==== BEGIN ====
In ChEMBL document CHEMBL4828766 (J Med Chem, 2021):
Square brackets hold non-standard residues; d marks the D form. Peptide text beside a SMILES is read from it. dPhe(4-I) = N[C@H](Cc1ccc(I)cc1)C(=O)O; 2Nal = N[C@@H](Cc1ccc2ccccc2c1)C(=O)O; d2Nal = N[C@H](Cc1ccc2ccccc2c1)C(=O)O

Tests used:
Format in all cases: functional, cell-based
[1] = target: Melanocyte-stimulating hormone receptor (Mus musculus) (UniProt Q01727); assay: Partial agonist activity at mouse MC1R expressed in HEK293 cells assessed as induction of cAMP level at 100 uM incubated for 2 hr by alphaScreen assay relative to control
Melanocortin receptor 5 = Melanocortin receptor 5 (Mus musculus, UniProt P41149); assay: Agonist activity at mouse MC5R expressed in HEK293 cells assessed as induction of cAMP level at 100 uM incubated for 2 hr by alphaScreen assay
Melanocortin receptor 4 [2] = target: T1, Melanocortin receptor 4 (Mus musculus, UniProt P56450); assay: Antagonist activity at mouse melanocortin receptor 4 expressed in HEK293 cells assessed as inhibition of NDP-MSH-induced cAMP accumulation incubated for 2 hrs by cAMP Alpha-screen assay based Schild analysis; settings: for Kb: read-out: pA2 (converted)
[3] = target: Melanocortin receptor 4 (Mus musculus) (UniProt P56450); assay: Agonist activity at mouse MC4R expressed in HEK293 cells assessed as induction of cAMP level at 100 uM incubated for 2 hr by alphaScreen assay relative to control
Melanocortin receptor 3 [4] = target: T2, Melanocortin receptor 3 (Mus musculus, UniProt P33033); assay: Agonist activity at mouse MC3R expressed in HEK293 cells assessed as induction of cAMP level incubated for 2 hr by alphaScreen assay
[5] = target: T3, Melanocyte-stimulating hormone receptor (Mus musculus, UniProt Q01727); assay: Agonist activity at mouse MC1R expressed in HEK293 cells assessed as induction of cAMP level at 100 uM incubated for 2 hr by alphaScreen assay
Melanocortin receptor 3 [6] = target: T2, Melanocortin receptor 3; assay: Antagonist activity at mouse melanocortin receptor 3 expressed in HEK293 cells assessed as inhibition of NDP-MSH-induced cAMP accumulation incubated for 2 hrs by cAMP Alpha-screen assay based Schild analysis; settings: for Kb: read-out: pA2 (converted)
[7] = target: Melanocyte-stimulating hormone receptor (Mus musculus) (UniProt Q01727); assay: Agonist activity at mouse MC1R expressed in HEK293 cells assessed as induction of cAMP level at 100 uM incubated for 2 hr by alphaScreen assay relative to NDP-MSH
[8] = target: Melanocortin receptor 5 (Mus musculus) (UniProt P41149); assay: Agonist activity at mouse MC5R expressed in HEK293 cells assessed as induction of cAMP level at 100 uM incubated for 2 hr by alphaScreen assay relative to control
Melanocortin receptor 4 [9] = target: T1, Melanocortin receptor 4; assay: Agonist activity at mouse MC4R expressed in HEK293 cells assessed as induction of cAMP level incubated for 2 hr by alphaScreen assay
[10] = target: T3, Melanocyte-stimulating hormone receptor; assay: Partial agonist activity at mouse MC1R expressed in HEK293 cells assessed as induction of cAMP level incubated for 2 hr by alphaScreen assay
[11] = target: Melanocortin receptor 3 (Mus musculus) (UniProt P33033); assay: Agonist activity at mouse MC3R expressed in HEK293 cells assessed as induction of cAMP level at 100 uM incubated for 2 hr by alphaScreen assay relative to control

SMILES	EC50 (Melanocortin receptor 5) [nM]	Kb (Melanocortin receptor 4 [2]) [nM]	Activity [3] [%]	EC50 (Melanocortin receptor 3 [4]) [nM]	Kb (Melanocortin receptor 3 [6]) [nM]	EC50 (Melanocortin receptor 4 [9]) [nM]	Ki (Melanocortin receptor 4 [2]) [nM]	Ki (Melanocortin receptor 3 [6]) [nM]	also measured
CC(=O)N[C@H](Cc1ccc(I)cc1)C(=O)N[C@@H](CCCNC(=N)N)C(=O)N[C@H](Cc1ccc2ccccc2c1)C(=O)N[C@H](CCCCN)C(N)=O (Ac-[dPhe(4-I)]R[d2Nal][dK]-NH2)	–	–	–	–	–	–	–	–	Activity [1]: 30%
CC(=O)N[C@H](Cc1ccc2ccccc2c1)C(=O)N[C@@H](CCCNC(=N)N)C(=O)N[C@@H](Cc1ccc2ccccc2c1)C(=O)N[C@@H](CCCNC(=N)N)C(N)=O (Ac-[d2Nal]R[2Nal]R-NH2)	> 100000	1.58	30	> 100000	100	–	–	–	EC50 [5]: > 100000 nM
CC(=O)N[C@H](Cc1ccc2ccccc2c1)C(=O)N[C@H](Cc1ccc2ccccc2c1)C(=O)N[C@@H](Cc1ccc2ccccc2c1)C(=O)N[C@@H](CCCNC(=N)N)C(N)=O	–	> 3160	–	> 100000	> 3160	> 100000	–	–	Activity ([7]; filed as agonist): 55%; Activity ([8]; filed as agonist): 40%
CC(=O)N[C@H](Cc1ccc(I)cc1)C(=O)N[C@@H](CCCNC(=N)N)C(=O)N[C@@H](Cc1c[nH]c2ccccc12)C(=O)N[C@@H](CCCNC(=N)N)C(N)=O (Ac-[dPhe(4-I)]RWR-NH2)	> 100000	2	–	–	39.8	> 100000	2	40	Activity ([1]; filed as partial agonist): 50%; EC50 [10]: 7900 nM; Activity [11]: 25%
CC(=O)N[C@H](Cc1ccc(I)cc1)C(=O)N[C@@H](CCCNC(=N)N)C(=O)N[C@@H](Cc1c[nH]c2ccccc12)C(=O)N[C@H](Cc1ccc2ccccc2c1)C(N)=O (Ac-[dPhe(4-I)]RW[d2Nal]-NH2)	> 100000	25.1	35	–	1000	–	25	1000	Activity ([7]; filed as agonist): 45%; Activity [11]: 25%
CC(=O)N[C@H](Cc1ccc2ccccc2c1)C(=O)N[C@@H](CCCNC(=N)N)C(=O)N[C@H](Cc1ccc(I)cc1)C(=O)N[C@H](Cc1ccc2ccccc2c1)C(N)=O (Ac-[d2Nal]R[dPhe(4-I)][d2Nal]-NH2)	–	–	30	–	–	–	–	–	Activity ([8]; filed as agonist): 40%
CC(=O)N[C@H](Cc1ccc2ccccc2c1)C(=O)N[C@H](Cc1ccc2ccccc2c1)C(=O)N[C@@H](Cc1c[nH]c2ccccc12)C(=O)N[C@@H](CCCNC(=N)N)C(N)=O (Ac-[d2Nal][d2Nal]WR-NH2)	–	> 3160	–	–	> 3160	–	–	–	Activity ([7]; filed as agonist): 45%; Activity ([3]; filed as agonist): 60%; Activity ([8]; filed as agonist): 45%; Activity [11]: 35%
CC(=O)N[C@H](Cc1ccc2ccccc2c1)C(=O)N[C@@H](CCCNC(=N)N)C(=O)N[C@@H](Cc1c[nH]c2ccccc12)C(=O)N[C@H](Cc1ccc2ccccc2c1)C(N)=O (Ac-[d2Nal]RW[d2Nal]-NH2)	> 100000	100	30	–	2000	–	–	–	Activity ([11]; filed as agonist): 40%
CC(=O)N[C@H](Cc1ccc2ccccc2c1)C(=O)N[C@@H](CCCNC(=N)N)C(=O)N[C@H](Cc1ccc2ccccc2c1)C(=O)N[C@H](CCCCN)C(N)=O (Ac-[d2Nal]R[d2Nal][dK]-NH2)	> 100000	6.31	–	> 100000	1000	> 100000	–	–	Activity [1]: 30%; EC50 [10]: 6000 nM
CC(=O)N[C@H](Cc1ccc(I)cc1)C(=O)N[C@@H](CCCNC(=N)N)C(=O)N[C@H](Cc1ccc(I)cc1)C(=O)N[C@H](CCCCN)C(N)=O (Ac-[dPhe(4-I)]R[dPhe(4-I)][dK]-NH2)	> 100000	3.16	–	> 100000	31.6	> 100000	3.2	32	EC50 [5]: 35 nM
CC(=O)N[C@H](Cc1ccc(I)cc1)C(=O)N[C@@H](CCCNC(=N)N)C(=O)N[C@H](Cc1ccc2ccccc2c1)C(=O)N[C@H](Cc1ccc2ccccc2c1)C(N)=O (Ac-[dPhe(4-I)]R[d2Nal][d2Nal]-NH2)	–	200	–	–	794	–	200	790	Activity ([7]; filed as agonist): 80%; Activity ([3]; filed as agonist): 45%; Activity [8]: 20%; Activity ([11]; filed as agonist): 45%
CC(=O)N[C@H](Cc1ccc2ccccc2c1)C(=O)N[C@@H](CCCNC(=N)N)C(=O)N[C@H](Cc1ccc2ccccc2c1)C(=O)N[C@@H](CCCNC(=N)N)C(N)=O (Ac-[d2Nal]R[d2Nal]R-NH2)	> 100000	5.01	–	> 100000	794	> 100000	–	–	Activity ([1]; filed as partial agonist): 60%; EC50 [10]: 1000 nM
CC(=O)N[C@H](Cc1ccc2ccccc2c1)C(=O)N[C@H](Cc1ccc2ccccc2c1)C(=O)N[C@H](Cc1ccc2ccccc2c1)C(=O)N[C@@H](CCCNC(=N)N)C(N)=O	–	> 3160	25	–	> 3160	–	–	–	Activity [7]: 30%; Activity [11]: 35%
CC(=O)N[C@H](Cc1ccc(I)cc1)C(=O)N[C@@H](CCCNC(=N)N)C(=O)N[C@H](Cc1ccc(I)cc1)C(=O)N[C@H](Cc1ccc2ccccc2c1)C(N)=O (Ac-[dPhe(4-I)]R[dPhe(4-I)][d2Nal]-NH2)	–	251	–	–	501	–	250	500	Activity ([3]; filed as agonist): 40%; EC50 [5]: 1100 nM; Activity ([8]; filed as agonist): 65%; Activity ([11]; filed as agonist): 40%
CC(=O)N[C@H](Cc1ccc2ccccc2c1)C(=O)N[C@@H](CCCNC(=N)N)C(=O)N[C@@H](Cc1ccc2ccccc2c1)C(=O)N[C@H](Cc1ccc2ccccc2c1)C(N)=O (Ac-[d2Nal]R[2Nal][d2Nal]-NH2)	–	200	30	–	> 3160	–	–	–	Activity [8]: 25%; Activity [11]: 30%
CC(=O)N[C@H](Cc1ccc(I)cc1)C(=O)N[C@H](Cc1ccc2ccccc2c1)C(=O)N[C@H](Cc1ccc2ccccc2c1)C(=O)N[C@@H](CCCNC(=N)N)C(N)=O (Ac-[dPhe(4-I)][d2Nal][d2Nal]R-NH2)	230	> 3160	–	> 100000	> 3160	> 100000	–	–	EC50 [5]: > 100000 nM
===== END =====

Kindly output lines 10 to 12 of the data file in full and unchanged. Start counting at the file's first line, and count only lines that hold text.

[5] = target: T3, Melanocyte-stimulating hormone receptor (Mus musculus, UniProt Q01727); assay: Agonist activity at mouse MC1R expressed in HEK293 cells assessed as induction of cAMP level at 100 uM incubated for 2 hr by alphaScreen assay
Melanocortin receptor 3 [6] = target: T2, Melanocortin receptor 3; assay: Antagonist activity at mouse melanocortin receptor 3 expressed in HEK293 cells assessed as inhibition of NDP-MSH-induced cAMP accumulation incubated for 2 hrs by cAMP Alpha-screen assay based Schild analysis; settings: for Kb: read-out: pA2 (converted)
[7] = target: Melanocyte-stimulating hormone receptor (Mus musculus) (UniProt Q01727); assay: Agonist activity at mouse MC1R expressed in HEK293 cells assessed as induction of cAMP level at 100 uM incubated for 2 hr by alphaScreen assay relative to NDP-MSH